NHS pays out for jail dentistry delays

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Inmates suffering from toothache at a Yorkshire high security prison sued the NHS over poor dental care – leaving taxpayers to pay the £350,000 bill.

Prisoners at HMP Wakefield – which houses notorious criminals including Charles Bronson, Crossbow Cannibal Stephen Griffiths, child killer Robert Black and Sarah Payne’s killer Roy Whiting – received £47,500 in total after 24 damages claims were settled out of court.

Figures released under the Freedom of Information Act show individual payouts ranged from £1,200 to £5,000, depending on the level of pain and suffering caused by the length of time to get dental appointments.

Legal costs came to a further £300,000 after NHS chiefs were forced to pay prisoners’ solicitors fees, bringing the total to £354,500 – with three claims still outstanding.

Gill Galdins, chief operating officer for Wakefield District Primary Care Trust, said the NHS inherited a long waiting list for complex and expensive treatment when it took over prison healthcare in 2005.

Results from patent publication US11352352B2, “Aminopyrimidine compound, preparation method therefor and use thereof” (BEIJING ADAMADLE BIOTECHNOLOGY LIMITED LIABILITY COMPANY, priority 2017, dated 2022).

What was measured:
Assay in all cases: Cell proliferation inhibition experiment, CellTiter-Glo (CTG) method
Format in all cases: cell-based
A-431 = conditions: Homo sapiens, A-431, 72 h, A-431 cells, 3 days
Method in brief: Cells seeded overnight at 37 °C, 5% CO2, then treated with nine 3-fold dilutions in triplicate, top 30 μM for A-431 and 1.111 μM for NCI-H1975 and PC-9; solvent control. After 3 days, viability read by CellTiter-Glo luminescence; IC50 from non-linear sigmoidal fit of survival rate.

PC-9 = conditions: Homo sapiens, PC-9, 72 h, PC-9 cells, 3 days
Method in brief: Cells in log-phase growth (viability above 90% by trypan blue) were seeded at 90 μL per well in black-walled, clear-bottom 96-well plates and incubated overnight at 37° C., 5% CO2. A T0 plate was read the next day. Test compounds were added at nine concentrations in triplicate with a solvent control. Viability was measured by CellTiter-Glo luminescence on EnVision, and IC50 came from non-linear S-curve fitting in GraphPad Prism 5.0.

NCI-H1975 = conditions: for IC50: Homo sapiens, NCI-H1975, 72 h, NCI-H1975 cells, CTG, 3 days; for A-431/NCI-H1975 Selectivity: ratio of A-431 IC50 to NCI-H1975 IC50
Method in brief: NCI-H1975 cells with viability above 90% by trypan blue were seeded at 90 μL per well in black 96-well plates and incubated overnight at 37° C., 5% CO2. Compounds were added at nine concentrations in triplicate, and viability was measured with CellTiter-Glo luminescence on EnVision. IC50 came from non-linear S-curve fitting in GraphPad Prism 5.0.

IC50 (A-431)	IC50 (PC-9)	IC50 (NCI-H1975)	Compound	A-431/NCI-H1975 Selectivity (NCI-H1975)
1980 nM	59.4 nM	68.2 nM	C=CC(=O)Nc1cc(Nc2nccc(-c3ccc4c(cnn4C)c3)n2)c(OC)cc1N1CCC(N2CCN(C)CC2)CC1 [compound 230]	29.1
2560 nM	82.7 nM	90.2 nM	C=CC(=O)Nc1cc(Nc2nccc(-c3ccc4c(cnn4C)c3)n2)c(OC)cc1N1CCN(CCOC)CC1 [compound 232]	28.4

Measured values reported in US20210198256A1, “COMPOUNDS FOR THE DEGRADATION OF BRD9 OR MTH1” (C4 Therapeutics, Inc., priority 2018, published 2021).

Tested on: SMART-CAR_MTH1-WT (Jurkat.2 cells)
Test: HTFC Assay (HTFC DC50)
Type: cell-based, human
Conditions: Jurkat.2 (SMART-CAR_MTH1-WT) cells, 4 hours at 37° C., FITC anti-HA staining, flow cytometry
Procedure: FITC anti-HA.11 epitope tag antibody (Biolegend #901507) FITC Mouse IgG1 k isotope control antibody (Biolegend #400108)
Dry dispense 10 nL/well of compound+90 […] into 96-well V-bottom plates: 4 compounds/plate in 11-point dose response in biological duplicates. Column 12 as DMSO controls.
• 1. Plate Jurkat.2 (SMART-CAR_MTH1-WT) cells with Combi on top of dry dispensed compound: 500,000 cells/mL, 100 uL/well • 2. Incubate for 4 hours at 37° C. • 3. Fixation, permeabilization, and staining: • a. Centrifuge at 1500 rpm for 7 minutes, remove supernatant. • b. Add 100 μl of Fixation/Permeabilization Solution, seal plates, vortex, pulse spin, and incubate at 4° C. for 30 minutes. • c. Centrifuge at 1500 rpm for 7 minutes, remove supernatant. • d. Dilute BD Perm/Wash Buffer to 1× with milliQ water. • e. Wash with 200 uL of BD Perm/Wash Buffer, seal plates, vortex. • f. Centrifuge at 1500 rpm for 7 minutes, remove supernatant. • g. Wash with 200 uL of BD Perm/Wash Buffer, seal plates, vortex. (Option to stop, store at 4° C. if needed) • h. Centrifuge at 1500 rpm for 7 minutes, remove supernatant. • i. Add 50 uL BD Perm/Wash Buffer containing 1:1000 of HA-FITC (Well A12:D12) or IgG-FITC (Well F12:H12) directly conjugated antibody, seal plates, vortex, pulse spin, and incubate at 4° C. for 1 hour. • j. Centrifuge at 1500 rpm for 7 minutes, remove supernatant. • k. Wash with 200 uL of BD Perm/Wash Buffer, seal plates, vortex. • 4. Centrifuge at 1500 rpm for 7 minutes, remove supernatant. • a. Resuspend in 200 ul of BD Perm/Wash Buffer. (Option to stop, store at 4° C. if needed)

She said: “The figures paid to claimants were all relatively low. When this happens it’s often the case that the claimant’s solicitor’s costs are disproportionate.

“A number of cases were successfully rejected.

“Where a patient experiences a breach of duty care and injury follows that they are entitled to compensation.”

A prison service spokeswoman said: “All claims are robustly defended, and would only be settled on the basis of strong legal advice, and in order to seek the best value for the taxpayer.”

However the assistant secretary of the Prison Officers Association (POA), Glyn Travis, said that his association would not see anyone denied of NHS care whenever they needed it.

He added: “What we do say is they get priority care that they don’t pay for and when they receive poor treatment they sue.

“Solicitors are happy to take their cases because they know they will get paid in the end.

“It is ridiculous, they are suing for treatment they didn’t pay for in the first place.”